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Black History Month: 2019 Theme

Events and Resources for the Black History Celebration at Texas A&M University-Corpus Christi

National Theme

The 2019 theme Black Migrations emphasizes the movement of people of African descent to new destinations and subsequently to new social realities. While inclusive of earlier centuries, this theme focuses especially on the twentieth century through today. Beginning in the early decades of the twentieth century, African American migration patterns included relocation from southern farms to southern cities; from the South to the Northeast, Midwest, and West; from the Caribbean to US cities as well as to migrant labor farms; and the emigration of noted African Americans to Africa and to European cities, such as Paris and London, after the end of World War I and World War II.  Such migrations resulted in a more diverse and stratified interracial and intra-racial urban population amid a changing social milieu, such as the rise of the Garvey movement in New York, Detroit, and New Orleans; the emergence of both black industrial workers and black entrepreneurs; the growing number and variety of urban churches and new religions; new music forms like ragtime, blues, and jazz; white backlash as in the Red Summer of 1919; the blossoming of visual and literary arts, as in New York, Washington, D.C., Chicago, and Paris in the 1910s and 1920s. The theme Black Migrations equally lends itself to the exploration of the century’s later decades from spatial and social perspectives, with attention to “new” African Americans because of the burgeoning African and Caribbean population in the US; Northern African Americans’ return to the South; racial suburbanization; inner-city hyperghettoization; health and environment; civil rights and protest activism; electoral politics; mass incarceration; and dynamic cultural production.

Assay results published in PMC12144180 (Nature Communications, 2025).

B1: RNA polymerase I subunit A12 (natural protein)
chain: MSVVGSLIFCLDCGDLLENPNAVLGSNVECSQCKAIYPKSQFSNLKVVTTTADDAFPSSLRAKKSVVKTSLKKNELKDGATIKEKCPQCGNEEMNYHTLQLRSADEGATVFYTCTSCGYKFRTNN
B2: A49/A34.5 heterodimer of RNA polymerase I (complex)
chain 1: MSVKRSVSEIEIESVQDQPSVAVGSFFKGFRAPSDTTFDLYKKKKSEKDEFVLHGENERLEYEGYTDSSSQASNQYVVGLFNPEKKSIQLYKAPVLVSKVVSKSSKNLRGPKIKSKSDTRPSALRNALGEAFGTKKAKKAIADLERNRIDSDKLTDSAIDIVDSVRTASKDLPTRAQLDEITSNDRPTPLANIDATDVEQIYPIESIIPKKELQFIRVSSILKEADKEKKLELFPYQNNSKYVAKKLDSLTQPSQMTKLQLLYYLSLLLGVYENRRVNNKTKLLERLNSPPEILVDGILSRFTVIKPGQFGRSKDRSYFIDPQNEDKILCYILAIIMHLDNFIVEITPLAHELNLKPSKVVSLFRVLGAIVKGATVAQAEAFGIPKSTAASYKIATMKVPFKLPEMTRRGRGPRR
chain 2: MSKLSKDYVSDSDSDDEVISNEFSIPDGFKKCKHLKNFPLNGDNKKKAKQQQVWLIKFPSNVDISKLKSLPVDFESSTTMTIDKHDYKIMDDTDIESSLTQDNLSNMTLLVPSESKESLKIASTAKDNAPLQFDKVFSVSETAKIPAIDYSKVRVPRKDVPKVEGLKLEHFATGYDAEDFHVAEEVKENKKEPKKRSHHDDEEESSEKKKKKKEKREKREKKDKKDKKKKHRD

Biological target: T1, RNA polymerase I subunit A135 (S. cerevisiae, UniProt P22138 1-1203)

https://asalh.org/asalhs-2019-theme-black-migrations/

 

When I Came Home

Detroit 48202 Promotional Image

This documentary examines the rise, demise, and contested resurgence of the City of Detroit through the lens of African-American mail carrier, Wendell Watkins, and the committed community he faithfully served for thirty years. We take a journey with Wendell along his route, which winds through the center of what was, once upon a time, a vital and thriving city.

We listen in on his conversations with his customers - the resilient Detroiters who share stories of resistance: pushing back against racial segregation in housing; challenging industrial and political disinvestment; and living on reduced pensions as a result of the 2014 municipal bankruptcy. Our characters share stories of hope and propose creative ways to re-imagine an inclusive, productive, equitable and re-invigorated city.